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Introducing Engineering Management To High School Students

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2006 Annual Conference & Exposition


Chicago, Illinois

Publication Date

June 18, 2006

Start Date

June 18, 2006

End Date

June 21, 2006



Conference Session

Emerging EM Areas

Tagged Division

Engineering Management

Page Count


Page Numbers

11.831.1 - 11.831.7



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Paper Authors


Cassandra Elrod University of Missouri-Rolla

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Cassandra C. Elrod is a doctoral student in the Engineering Management and Systems Engineering Department at the University of Missouri, Rolla (UMR). She holds a BS and MS in Engineering Management from UMR.

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William Daughton University of Missouri-Rolla (ENG)

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Willam J. Daughton is Professor and Chair of the Engineering Management and Systems Engineering Department at the University of Missouri - Rolla.

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NOTE: The first page of text has been automatically extracted and included below in lieu of an abstract

Introducing Engineering Management to High School Students


Attracting students to Engineering Management as a major and as a career field has always been challenging. One aspect of the problem is the difficulty in explaining to students in simple and clear terms just what Engineering Management is. Despite its well known reputation, including its place as the founding department in the field and being ABET accredited, it is unusual for an incoming freshman student at the University of Missouri – Rolla (UMR) to have much understanding of the Engineering Management and Systems Engineering (EMSE) Department or its Engineering Management undergraduate major. The other key aspect of the problem is the general decline in interest in Engineering. Yankelovich1 reports that in Japan, 66% of undergraduate students receive engineering or science degrees, and that number in China is 59%. That compares to only 32% in the U.S. When the science component is stripped out of those figures, the numbers are even more dismal. As Barrett2 indicates, less than 5% of U.S. students receive engineering degrees as compared to 65% in China and 29% in Japan. Overall, Asian countries produce eight times as many bachelor’s degrees in engineering as the U.S.3 As Friedman4 describes the problem, “In China today, Bill Gates is Britney Spears. In America today, Britney Spears is Britney Spears – and that is our problem.” This growing vulnerability is seen as a key trend in higher education that must be effectively addressed if the U.S. is to maintain its world leadership in technology. Yankelovich, Barrett, and Friedman all point out this vulnerability and its negative impact on the future of the U.S.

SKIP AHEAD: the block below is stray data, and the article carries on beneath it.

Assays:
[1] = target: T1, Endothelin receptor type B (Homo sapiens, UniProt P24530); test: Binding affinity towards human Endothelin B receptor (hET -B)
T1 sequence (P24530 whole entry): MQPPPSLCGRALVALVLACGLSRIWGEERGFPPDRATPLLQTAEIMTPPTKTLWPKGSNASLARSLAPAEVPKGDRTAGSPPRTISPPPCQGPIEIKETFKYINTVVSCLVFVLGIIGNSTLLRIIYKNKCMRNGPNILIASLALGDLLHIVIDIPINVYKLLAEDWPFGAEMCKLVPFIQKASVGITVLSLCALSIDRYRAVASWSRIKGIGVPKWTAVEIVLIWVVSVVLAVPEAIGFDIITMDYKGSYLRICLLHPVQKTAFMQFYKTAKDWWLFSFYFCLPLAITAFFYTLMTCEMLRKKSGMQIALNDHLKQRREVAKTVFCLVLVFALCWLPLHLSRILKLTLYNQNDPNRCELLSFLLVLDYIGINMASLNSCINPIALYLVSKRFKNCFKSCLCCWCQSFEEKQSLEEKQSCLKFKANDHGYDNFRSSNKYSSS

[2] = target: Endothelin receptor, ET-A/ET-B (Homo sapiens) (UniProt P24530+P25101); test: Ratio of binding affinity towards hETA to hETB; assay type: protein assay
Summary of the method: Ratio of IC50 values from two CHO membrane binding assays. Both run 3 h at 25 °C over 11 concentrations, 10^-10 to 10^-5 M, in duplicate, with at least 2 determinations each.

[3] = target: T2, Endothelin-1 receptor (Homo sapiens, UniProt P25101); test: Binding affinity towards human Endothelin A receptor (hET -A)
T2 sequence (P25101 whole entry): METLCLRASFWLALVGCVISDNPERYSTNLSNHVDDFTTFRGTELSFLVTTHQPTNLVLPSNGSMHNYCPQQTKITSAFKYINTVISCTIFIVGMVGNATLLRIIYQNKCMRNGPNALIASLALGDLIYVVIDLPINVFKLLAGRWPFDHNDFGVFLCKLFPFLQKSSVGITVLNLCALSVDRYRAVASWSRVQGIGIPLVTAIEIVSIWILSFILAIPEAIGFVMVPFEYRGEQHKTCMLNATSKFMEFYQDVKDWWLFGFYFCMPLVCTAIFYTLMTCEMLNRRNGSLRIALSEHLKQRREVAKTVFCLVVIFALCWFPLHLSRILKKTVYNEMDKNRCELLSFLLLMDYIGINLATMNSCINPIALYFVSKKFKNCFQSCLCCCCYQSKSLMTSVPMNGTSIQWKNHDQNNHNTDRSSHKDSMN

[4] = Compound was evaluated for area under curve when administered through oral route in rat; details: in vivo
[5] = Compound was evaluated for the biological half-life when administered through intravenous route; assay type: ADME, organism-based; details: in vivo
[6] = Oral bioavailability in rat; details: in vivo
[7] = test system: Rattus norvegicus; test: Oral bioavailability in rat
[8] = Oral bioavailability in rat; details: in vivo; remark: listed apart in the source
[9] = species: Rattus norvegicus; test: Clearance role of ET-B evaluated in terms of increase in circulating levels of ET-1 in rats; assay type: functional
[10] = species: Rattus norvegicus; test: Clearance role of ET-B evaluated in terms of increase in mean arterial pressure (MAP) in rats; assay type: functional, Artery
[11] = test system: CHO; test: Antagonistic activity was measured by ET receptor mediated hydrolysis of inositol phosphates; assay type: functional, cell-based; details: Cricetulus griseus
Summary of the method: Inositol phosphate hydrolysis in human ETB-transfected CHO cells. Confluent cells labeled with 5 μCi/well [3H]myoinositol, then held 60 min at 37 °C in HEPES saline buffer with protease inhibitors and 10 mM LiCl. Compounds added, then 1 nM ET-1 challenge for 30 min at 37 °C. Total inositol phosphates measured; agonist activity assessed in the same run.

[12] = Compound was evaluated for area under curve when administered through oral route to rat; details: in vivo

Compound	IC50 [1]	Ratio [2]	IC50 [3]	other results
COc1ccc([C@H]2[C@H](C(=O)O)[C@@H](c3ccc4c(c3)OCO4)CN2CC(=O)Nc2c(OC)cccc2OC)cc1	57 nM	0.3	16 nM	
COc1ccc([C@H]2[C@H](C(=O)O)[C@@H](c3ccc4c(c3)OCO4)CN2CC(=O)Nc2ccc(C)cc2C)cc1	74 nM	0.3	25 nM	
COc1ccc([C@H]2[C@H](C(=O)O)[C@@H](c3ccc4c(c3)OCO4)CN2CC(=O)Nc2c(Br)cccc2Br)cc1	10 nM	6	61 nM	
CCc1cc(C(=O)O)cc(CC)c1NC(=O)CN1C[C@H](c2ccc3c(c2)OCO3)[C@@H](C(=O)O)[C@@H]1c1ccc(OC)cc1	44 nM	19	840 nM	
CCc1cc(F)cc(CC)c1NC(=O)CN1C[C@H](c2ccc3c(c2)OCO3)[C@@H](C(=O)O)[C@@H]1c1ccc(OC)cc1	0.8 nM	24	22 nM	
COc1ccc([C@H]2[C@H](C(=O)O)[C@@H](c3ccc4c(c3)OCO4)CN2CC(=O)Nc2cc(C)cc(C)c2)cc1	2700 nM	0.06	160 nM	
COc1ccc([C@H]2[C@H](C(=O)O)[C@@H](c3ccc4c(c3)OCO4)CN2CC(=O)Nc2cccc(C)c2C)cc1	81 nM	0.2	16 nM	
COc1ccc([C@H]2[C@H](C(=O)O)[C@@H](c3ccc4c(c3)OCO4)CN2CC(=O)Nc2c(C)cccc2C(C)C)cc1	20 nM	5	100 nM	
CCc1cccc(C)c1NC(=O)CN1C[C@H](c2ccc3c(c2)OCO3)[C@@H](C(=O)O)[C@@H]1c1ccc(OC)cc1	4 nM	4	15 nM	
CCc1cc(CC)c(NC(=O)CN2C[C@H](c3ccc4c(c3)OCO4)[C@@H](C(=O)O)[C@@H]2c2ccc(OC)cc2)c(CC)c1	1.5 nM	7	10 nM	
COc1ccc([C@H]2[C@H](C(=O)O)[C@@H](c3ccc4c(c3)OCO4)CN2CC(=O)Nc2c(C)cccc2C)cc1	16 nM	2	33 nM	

At UMR an attempt is being made to address this problem through a summer program for high school students in which the Engineering Management and Systems Engineering (EMSE) Department has been an active participant. High school juniors and seniors participate in the week long Jackling Introduction to Engineering Program5 every summer. This camp is held for three, one week sessions during the months of June and July. The purpose of the program is to introduce engineering disciplines to high school students to aid them in their choice of study for their college career of which they are soon to embark. While the department has been active in the program for several years, until now no attempt has been made to study the impact of this program on the level of understanding of the participants of the field of Engineering Management or the impact of this summer program on their decision to pursue a degree in this field.

When the visiting high school students come to the department, they are given a tour of the building, including the computer learning centers and the Integrated Systems Facility Laboratory which houses numerous pieces of equipment to aid in design of lean and flexible manufacturing systems. During the students’ visit, they are also asked to compete in two simulations that are used to simulate decision making and job functions that are common for graduates of the EMSE department.

Elrod, C., & Daughton, W. (2006, June), Introducing Engineering Management To High School Students Paper presented at 2006 Annual Conference & Exposition, Chicago, Illinois. 10.18260/1-2--5

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